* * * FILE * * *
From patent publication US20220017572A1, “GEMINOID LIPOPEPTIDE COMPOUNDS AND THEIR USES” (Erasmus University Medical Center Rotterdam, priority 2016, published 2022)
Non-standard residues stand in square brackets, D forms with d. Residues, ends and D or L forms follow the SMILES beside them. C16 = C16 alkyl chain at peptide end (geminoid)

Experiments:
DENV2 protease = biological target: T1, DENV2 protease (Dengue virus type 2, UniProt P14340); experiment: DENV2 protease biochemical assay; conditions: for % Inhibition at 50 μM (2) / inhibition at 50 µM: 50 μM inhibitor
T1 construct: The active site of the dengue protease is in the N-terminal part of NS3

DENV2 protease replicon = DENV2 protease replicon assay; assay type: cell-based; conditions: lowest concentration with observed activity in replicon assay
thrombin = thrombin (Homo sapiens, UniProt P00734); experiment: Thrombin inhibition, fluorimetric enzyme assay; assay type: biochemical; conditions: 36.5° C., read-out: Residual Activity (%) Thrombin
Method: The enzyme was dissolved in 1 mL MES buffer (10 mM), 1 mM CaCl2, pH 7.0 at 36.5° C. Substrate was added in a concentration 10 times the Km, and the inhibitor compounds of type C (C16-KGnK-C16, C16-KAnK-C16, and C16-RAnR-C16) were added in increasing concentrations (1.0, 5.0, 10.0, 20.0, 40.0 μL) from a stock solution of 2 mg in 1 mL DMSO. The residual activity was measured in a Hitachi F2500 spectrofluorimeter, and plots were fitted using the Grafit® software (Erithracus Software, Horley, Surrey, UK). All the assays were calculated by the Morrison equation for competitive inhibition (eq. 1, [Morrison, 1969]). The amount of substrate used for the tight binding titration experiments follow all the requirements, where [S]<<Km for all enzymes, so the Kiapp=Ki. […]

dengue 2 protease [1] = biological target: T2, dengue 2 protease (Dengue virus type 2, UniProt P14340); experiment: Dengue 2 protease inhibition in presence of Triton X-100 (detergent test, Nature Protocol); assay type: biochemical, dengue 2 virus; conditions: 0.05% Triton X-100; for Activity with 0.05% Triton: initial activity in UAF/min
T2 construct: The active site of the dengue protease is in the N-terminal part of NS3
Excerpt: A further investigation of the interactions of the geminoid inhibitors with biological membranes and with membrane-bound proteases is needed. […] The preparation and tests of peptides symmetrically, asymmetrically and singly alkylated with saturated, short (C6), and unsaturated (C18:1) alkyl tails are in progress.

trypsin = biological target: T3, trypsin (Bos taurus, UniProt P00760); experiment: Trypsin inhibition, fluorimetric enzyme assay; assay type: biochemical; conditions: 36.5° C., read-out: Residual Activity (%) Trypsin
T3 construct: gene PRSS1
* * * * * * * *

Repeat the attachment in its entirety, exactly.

From patent publication US20220017572A1, “GEMINOID LIPOPEPTIDE COMPOUNDS AND THEIR USES” (Erasmus University Medical Center Rotterdam, priority 2016, published 2022)
Non-standard residues stand in square brackets, D forms with d. Residues, ends and D or L forms follow the SMILES beside them. C16 = C16 alkyl chain at peptide end (geminoid)

Experiments:
DENV2 protease = biological target: T1, DENV2 protease (Dengue virus type 2, UniProt P14340); experiment: DENV2 protease biochemical assay; conditions: for % Inhibition at 50 μM (2) / inhibition at 50 µM: 50 μM inhibitor
T1 construct: The active site of the dengue protease is in the N-terminal part of NS3

DENV2 protease replicon = DENV2 protease replicon assay; assay type: cell-based; conditions: lowest concentration with observed activity in replicon assay
thrombin = thrombin (Homo sapiens, UniProt P00734); experiment: Thrombin inhibition, fluorimetric enzyme assay; assay type: biochemical; conditions: 36.5° C., read-out: Residual Activity (%) Thrombin
Method: The enzyme was dissolved in 1 mL MES buffer (10 mM), 1 mM CaCl2, pH 7.0 at 36.5° C. Substrate was added in a concentration 10 times the Km, and the inhibitor compounds of type C (C16-KGnK-C16, C16-KAnK-C16, and C16-RAnR-C16) were added in increasing concentrations (1.0, 5.0, 10.0, 20.0, 40.0 μL) from a stock solution of 2 mg in 1 mL DMSO. The residual activity was measured in a Hitachi F2500 spectrofluorimeter, and plots were fitted using the Grafit® software (Erithracus Software, Horley, Surrey, UK). All the assays were calculated by the Morrison equation for competitive inhibition (eq. 1, [Morrison, 1969]). The amount of substrate used for the tight binding titration experiments follow all the requirements, where [S]<<Km for all enzymes, so the Kiapp=Ki. […]

dengue 2 protease [1] = biological target: T2, dengue 2 protease (Dengue virus type 2, UniProt P14340); experiment: Dengue 2 protease inhibition in presence of Triton X-100 (detergent test, Nature Protocol); assay type: biochemical, dengue 2 virus; conditions: 0.05% Triton X-100; for Activity with 0.05% Triton: initial activity in UAF/min
T2 construct: The active site of the dengue protease is in the N-terminal part of NS3
Excerpt: A further investigation of the interactions of the geminoid inhibitors with biological membranes and with membrane-bound proteases is needed. […] The preparation and tests of peptides symmetrically, asymmetrically and singly alkylated with saturated, short (C6), and unsaturated (C18:1) alkyl tails are in progress.

trypsin = biological target: T3, trypsin (Bos taurus, UniProt P00760); experiment: Trypsin inhibition, fluorimetric enzyme assay; assay type: biochemical; conditions: 36.5° C., read-out: Residual Activity (%) Trypsin
T3 construct: gene PRSS1